Data Center Infrastructure Management's (DCIM) promise has been discussed ad nauseum. So, many potential end-users understand the concept and like what they've heard about theoretical benefits but just aren't quite sure how to begin their journey.
In a Data Center World presentation, Stuart Hallin, a senior technical consultant for Cormant, offered some vendor-neutral tips on how to pick a DCIM solution so users can move toward implementation. He discussed the general criterion required to pick an initial solution and how to select the right vendor among what has become a virtual "sea" of DCIM vendors - all making big promises. Here are 10 things you need to know:
1. Focus on needs not wants.
A big mistake in making a DCIM selection is picking based on features, not needs. A lot of DCIM vendors promise the world, but many are, in truth, specialists in particular areas. One size does not fit all, and your situation is unique. Establish a few of your biggest immediate needs, and select a vendor strong in those areas. Look at DCIM from a cost vs. pain perspective instead of focusing on shiny new features.
2. Have a deeper goal in mind.
You likely will not implement your end game out of the gate. Keep your ultimate goal (i.e. automation, integration) in mind and understand that DCIM will evolve in that direction.
3. Don’t make setup and configuration the center of your evaluation.
Again, DCIM needs to be viewed as a long-term strategy. Easy setup does not necessarily mean that DCIM will evolve with you.
4. Focus on enforcement of process, updates and keeping DCIM accurate.
This one falls under the “DCIM is not a magic bullet” category. The best tools in the world are useless in the wrong hands, and DCIM is an ongoing process. Look to get better measurement tools to improve the quality of what you measure such as RFID and barcodes. In addition, this will make system updates easier on operators and help DCIM stay up to date.
5. Establish a Framework.
Start at a high level and dive deeper from there. Hallin suggests starting with equipment lifecycles. Vendors are more than happy to assist with implementation, so definitely take advantage of it.
6. Share goals and working processes with vendors.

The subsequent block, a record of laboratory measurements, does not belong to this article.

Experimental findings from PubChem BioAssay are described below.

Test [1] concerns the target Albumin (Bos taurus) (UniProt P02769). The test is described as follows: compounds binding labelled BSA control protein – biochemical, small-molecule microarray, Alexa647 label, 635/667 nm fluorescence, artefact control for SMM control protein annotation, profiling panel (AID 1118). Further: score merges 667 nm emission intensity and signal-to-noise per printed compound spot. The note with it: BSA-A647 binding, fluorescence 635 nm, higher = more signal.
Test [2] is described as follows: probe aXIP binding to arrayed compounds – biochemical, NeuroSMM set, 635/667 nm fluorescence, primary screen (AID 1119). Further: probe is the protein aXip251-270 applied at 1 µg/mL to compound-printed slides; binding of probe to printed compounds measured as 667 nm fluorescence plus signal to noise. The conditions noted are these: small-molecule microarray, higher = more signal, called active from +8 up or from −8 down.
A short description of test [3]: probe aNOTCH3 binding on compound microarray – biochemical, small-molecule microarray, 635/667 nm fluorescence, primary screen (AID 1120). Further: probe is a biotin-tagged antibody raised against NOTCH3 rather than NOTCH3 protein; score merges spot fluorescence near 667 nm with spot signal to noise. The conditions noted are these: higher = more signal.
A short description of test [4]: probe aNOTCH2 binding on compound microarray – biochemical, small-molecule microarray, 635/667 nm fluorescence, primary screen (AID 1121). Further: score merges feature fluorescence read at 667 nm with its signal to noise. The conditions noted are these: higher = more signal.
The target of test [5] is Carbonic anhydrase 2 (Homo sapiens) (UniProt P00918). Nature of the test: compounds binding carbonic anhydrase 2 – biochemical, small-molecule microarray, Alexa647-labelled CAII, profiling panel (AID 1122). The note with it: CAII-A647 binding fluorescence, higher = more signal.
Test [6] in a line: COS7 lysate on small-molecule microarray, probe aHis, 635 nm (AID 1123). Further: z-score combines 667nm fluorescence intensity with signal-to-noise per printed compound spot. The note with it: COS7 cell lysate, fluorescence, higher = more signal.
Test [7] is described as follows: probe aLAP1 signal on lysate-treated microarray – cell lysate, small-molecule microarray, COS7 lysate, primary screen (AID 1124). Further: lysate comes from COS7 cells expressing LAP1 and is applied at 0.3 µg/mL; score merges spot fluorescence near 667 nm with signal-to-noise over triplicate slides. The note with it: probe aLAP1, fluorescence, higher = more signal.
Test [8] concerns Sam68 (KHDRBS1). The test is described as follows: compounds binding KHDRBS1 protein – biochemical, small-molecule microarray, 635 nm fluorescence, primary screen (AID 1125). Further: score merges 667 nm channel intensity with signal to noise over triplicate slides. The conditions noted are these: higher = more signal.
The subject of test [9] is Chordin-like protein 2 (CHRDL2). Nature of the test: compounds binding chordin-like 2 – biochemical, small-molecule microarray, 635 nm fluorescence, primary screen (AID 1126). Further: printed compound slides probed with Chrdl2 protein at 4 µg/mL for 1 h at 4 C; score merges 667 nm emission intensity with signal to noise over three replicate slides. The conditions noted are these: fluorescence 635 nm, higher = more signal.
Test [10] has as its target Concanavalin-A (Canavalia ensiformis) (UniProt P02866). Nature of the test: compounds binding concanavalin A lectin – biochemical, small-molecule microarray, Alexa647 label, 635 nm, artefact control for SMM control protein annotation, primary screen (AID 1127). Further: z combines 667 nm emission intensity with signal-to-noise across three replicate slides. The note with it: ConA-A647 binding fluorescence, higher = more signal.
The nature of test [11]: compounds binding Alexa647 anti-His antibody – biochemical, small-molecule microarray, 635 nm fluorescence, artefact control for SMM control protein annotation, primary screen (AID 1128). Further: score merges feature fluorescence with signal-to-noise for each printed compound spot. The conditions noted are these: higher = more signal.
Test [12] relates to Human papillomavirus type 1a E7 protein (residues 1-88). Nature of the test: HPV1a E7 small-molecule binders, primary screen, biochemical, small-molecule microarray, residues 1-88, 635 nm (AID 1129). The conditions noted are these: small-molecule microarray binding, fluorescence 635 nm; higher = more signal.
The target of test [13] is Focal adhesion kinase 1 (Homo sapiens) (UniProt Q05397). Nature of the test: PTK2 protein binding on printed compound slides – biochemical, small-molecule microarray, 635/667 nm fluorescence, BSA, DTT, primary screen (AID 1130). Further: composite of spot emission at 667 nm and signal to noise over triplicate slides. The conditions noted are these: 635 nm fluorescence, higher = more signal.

Vendors know what works and what doesn’t, and they want your DCIM implementation to succeed; so be open with them. Other suggestions from Hallin include:
- Share process framework info with your Request For Information/Request For Proposal (RFI/RFP) to increase understanding.
- Narrow potential solutions by issuing RFI/RFP, then request demos from the best responses.
- Ask vendors your toughest questions in the RFI/RFP.
7. Make them prove it.
Vendors make a lot of promises so make them prove they can meet your top needs with a Proof-Of-Concept or trial. Again, this is more worthwhile if you’ve already established your criteria. Hallin suggests paying for the trial, some consulting, or a vendor's on-site presence for the best evaluation. DCIM vendors are increasingly competitive for these deals, so make them work for it.
8. Start with a single site or area for initial deployment and grow out.
Set main stakeholders. Are they in operations, facilities, networking, sysadmin etc.? Then, evaluate accordingly. Look for thorough operations analytics capabilities for the given stakeholder. Keep in mind that each stakeholder looks for different things. A manager wants to easily see the past, present and future; and how much DCIM is reducing costs or increasing efficiency. Taking easy snapshots and enforcing processes are two more ways to help make initial deployment successful.
9. Understand cost of investment.
The investment goes a lot further than just DCIM. In addition to acquiring a license, there’s maintenance and support, professional services, additional hardware like RFID scanners and mobile devices, and time. How many hours a week do you want to invest on training internal staff?
10. Determine the sources for budget and people.
Hallin says to consider tapping budget from multiple departments and determining how much work will be outsourced. The top outsourced item is record conversion. Make one or two people "own" DCIM. While you might want multiple staffers to be able to pull useful knowledge from DCIM, you need to make it clear who is ultimately responsible for its success.